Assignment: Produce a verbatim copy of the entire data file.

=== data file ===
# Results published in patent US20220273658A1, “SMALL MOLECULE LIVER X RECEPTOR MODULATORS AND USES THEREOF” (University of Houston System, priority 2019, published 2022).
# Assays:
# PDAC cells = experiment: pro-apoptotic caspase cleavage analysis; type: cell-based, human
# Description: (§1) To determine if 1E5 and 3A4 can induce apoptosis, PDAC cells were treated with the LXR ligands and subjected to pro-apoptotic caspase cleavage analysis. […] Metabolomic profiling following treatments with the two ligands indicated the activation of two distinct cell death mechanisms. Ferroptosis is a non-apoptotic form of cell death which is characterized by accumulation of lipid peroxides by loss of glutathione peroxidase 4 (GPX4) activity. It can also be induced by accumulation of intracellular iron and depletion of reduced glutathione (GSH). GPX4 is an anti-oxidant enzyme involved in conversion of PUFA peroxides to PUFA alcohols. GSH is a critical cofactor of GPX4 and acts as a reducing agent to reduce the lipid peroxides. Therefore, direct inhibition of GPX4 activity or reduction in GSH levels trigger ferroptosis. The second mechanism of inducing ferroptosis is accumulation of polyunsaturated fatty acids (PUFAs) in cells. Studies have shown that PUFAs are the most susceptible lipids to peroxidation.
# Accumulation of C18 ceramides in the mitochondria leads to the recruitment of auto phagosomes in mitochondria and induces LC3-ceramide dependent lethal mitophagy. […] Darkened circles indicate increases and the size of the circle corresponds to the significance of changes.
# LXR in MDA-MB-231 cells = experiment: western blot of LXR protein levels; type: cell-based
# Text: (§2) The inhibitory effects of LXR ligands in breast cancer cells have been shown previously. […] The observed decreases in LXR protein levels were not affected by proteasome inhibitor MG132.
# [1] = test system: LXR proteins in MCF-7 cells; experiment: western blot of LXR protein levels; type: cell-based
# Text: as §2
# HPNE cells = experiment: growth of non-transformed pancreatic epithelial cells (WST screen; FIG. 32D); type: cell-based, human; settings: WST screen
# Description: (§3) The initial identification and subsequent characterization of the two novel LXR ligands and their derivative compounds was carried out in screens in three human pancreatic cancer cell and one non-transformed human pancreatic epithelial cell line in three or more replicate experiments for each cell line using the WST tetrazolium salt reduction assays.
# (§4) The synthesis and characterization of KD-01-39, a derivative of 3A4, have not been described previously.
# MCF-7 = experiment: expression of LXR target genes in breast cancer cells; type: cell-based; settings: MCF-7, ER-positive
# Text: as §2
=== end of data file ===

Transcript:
# Results published in patent US20220273658A1, “SMALL MOLECULE LIVER X RECEPTOR MODULATORS AND USES THEREOF” (University of Houston System, priority 2019, published 2022).
# Assays:
# PDAC cells = experiment: pro-apoptotic caspase cleavage analysis; type: cell-based, human
# Description: (§1) To determine if 1E5 and 3A4 can induce apoptosis, PDAC cells were treated with the LXR ligands and subjected to pro-apoptotic caspase cleavage analysis. […] Metabolomic profiling following treatments with the two ligands indicated the activation of two distinct cell death mechanisms. Ferroptosis is a non-apoptotic form of cell death which is characterized by accumulation of lipid peroxides by loss of glutathione peroxidase 4 (GPX4) activity. It can also be induced by accumulation of intracellular iron and depletion of reduced glutathione (GSH). GPX4 is an anti-oxidant enzyme involved in conversion of PUFA peroxides to PUFA alcohols. GSH is a critical cofactor of GPX4 and acts as a reducing agent to reduce the lipid peroxides. Therefore, direct inhibition of GPX4 activity or reduction in GSH levels trigger ferroptosis. The second mechanism of inducing ferroptosis is accumulation of polyunsaturated fatty acids (PUFAs) in cells. Studies have shown that PUFAs are the most susceptible lipids to peroxidation.
# Accumulation of C18 ceramides in the mitochondria leads to the recruitment of auto phagosomes in mitochondria and induces LC3-ceramide dependent lethal mitophagy. […] Darkened circles indicate increases and the size of the circle corresponds to the significance of changes.
# LXR in MDA-MB-231 cells = experiment: western blot of LXR protein levels; type: cell-based
# Text: (§2) The inhibitory effects of LXR ligands in breast cancer cells have been shown previously. […] The observed decreases in LXR protein levels were not affected by proteasome inhibitor MG132.
# [1] = test system: LXR proteins in MCF-7 cells; experiment: western blot of LXR protein levels; type: cell-based
# Text: as §2
# HPNE cells = experiment: growth of non-transformed pancreatic epithelial cells (WST screen; FIG. 32D); type: cell-based, human; settings: WST screen
# Description: (§3) The initial identification and subsequent characterization of the two novel LXR ligands and their derivative compounds was carried out in screens in three human pancreatic cancer cell and one non-transformed human pancreatic epithelial cell line in three or more replicate experiments for each cell line using the WST tetrazolium salt reduction assays.
# (§4) The synthesis and characterization of KD-01-39, a derivative of 3A4, have not been described previously.
# MCF-7 = experiment: expression of LXR target genes in breast cancer cells; type: cell-based; settings: MCF-7, ER-positive
# Text: as §2